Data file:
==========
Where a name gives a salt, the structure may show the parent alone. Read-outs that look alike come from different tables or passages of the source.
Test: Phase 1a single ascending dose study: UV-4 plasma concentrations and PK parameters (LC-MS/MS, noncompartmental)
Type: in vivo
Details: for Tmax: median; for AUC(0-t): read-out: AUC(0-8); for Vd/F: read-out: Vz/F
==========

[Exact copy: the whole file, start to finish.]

Where a name gives a salt, the structure may show the parent alone. Read-outs that look alike come from different tables or passages of the source.
Test: Phase 1a single ascending dose study: UV-4 plasma concentrations and PK parameters (LC-MS/MS, noncompartmental)
Type: in vivo
Details: for Tmax: median; for AUC(0-t): read-out: AUC(0-8); for Vd/F: read-out: Vz/F